After the wire is inserted, you will be directed to the operating theatre waiting room to check in for your operation. Under anaesthesia, Mr Haddawi will remove the piece of tissue around the tip of the wire. The wire will be included in the specimen to be removed, and the entire specimen is sent to the lab for a full histology report.

With all surgical procedures, there are some risks and potential complications. Fortunately, these risks are rare and Hookwire Localisation of the breast usually proceeds without any problems. In about 2% of cases, the abnormal area is not found in the piece of tissue removed during the operation. There are several technical reasons why this can happen. The operation may need to be performed again if the expected abnormalities aren’t present when the pathologist tests the specimen. In another 2-3% of cases, the wire might move after insertion. If this happens and is detected before the operation, the wire will be removed and another appointment is arranged for a repeat procedure. Your doctor will advise you if this is necessary, and discuss your results including what further action may be required accordingly.


Radiotherapy is the treatment of specific body areas with carefully measured and administered radiation for cancer treatment. 

In breast cancer, radiation is delivered to the breast and axilla region for local control of cancer or could be administered to areas of metastasis for symptomatic control.

Radiation therapy is provided in special centres; Palmerston North is the closest centre to Taranaki. Planning is done in the centre, followed by administering the radiation over 1-3 weeks, with a 15-20 minute session each day, excluding the weekends and holidays. 

Indications in Breast Cancer:

Radiotherapy is described in the following situations:

  1. Treatment of the remaining breast after Breast Conservative Surgery to reduce local recurrence.
  2. After the removal of the whole breast, if the cancer is large, close to, or involves the margins.
  3. In cases where there is the involvement of lymph nodes.
Side effects of Radiation Therapy:

Radiation therapy can be associated with specific side effects. The patient may or may not develop some of the following:

  1. Feeling tired; usually starts midway through the treatment and lasts for a few weeks. Patients recover entirely from this side effect.
  2. Skin reaction to the radiation field; presents as redness, itchiness and occasionally skin breakdown. This side effect reaches its maximum a few days after the last treatment session. The radiation oncologist provides you with an ointment to help control the symptoms; the irritation usually settles down after 2-4 weeks. It may leave behind a light brown patch in the area.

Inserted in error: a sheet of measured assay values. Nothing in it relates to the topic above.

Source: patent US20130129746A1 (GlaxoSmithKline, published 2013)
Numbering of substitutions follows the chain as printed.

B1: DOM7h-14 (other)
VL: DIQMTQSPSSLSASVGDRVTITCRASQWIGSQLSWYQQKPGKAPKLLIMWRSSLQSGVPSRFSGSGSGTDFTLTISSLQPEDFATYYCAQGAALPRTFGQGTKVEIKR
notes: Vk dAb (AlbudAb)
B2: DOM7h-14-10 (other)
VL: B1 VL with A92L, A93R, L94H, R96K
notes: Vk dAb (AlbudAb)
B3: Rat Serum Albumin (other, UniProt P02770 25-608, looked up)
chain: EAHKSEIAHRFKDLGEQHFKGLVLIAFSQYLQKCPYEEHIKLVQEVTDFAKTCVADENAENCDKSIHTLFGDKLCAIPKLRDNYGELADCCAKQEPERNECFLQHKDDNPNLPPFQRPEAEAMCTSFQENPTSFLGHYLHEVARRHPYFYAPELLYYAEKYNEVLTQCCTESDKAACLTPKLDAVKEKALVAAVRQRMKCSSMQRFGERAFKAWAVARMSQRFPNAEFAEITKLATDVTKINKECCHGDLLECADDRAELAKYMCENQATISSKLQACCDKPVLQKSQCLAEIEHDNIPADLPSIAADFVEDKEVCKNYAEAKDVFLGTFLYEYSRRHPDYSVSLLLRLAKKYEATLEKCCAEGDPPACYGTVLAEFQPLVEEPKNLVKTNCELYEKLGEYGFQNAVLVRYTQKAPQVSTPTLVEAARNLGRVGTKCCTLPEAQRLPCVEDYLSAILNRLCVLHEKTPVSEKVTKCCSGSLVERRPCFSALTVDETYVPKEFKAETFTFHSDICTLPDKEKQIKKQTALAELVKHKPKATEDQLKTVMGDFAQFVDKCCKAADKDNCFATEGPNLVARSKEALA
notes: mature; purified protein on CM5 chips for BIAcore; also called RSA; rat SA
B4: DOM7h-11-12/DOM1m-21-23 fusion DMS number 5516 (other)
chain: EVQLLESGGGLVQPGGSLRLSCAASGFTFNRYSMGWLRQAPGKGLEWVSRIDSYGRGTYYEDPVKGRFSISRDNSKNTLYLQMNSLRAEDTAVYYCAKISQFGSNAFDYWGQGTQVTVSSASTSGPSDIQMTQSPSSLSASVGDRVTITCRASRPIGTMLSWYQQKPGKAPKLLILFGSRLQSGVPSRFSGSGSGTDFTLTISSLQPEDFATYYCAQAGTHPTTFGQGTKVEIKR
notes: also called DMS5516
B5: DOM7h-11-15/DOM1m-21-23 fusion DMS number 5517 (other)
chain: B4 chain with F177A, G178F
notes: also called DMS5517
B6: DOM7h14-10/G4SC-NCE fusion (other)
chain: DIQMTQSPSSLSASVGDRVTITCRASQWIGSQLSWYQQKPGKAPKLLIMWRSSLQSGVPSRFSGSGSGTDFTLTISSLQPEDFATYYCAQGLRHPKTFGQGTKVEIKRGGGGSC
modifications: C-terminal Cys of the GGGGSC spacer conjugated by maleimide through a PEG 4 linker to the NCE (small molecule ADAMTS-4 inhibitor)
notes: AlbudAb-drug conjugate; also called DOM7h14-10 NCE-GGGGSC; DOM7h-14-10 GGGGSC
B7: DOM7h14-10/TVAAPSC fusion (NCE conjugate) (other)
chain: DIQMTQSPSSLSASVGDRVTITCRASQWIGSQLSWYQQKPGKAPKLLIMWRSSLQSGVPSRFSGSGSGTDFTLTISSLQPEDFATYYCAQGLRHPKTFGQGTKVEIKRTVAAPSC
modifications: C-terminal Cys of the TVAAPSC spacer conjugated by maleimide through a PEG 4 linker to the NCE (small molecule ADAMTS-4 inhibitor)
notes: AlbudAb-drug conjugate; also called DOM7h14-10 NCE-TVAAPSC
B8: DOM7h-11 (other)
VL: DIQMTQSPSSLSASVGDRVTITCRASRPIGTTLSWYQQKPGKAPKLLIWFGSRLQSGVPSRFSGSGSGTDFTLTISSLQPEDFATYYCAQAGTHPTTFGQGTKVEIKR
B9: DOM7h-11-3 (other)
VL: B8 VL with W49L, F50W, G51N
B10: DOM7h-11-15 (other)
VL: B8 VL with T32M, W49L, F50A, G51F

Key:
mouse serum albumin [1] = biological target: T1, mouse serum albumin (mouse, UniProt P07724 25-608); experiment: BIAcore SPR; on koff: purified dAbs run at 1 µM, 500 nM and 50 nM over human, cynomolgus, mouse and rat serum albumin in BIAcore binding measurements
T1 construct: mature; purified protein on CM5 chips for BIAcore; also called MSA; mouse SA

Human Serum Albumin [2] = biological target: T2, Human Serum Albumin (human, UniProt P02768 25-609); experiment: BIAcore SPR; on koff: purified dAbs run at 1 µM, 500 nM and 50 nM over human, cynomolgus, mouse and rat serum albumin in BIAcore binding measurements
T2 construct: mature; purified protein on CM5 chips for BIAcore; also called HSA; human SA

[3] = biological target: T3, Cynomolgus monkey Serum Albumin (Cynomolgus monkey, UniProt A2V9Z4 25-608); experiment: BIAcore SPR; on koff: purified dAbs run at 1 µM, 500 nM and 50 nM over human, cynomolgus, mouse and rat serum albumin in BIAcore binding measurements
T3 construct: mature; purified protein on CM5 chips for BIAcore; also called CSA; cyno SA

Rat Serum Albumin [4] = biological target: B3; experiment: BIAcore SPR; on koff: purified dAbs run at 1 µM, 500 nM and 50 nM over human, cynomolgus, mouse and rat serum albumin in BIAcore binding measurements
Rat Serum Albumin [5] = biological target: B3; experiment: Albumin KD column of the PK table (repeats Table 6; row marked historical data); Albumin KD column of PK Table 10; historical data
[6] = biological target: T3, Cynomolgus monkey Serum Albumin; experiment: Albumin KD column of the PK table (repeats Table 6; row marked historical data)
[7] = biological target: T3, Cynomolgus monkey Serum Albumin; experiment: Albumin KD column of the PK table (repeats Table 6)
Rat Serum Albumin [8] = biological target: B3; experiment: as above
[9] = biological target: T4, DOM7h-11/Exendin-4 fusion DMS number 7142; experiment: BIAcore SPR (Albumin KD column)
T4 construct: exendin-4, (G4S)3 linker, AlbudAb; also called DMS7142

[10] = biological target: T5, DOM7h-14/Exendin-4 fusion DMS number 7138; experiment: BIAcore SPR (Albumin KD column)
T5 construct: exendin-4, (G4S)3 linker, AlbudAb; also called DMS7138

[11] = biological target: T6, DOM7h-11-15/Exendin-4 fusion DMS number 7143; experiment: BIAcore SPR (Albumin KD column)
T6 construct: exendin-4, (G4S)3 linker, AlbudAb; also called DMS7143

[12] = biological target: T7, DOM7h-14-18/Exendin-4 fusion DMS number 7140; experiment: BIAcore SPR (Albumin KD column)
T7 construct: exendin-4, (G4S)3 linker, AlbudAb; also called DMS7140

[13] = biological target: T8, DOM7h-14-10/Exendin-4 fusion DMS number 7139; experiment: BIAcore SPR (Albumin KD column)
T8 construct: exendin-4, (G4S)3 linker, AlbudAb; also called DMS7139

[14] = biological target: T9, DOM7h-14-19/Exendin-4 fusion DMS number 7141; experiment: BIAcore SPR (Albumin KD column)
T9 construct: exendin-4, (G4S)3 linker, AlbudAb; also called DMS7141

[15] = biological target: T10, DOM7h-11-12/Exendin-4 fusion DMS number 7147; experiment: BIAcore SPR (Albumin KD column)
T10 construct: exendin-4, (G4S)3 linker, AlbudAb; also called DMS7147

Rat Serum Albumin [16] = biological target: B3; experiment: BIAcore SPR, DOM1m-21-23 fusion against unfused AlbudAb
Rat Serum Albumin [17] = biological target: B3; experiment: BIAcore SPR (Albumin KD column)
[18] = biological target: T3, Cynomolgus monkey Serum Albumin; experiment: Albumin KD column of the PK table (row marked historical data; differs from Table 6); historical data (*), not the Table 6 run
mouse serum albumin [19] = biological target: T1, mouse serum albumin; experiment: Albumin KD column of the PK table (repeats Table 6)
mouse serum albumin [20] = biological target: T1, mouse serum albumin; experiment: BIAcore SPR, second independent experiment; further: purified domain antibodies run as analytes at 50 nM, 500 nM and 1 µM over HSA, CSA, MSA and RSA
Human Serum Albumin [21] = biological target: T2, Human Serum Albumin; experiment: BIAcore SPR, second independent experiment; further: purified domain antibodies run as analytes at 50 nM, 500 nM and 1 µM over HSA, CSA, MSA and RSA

3. Breast changes and swelling during the treatment phase can be noticed, while the breast becomes slightly firmer and smaller after the treatment.
  4. Swelling of the arm: This is related to scarring of the lymphatics that drain the upper arm on the side of cancer. The incidence increases if radiotherapy is administered after removing the lymph nodes from the armpit (axillary Dissection). An incidence of 5-10% is reported in the literature. Physiotherapy and special compression stockings are required occasionally.
  5. Scarring of the lung: this is due to the lung being within the radiation field. The radiation planning and the new radiation machines (Linear Accelerators) that move around the patient ensure that the lung and heart get the very minimum radiation dose. Thus this complication is not significant with the current technology and mostly has no clinical significance.
  6. Effect on the heart: when radiation involves the left chest wall. Radiation therapy can increase the chances of heart disease in the long term. With the new generation Linear Accelerators, this side effect is minimised significantly.

9 out of 10 women will not develop breast cancer in their lifetime, and the risk is much lower in younger women.

Early detection of breast cancer significantly improves survival and increases the chances of breast conservative surgery being successful, where only the tumour and a safety margins are removed, leaving a relatively normal-looking breast behind. Mammograms are the cornerstone investigation for the detection of breast cancer. Here in New Zealand, women aged 45-69 are eligible for a free bi-annual screening  through Breast Screening Aotearoa.

Assessment and Management of the Lymph Nodes

The assessment of lymph nodes in the event of breast cancer is done in the two following ways, dependent on the case.

Axillary Node Dissection

Axillary lymph node dissection (ALND) is a procedure to remove these lymph nodes.

During Axillary Node Dissection; all the nodes in a certain anatomical area of the Axilla (armpit) are removed. 

This surgery is done for patients with a positive sentinel node biopsy or clinically involved nodes. In certain cases, the other breast needs to be assessed with either a mammogram, an ultrasound, or an MRI. This can either be done before or after the index cancer treatment and initial surgery. This will be arranged on a case-by-case basis.